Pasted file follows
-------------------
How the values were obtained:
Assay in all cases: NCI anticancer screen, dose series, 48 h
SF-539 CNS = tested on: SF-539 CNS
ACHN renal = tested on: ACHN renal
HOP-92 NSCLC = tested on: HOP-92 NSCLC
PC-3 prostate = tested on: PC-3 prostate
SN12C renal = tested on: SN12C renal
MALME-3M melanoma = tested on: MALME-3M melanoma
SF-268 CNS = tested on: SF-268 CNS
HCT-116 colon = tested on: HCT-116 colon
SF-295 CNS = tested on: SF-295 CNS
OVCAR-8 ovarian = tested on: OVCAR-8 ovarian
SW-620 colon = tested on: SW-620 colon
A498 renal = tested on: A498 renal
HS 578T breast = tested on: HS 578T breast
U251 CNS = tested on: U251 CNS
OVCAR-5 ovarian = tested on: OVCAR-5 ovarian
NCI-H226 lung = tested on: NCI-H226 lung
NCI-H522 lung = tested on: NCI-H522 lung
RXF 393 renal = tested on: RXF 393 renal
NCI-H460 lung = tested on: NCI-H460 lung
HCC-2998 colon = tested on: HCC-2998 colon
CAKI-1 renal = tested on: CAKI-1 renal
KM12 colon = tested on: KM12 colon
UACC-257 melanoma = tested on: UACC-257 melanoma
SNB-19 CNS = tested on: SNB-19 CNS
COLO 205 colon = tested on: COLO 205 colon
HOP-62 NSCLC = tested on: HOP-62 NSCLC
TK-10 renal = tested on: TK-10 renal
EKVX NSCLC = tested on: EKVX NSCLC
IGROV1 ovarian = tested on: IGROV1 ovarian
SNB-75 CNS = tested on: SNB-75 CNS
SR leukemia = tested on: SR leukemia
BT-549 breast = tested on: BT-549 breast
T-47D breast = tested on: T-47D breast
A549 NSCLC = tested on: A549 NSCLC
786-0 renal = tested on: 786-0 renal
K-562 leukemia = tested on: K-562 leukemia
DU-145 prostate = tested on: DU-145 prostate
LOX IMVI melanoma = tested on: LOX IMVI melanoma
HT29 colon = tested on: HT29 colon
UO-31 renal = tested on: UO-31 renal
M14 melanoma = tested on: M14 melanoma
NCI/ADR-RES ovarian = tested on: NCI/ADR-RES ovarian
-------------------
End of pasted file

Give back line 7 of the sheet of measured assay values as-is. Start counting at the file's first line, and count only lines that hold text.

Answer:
SN12C renal = tested on: SN12C renal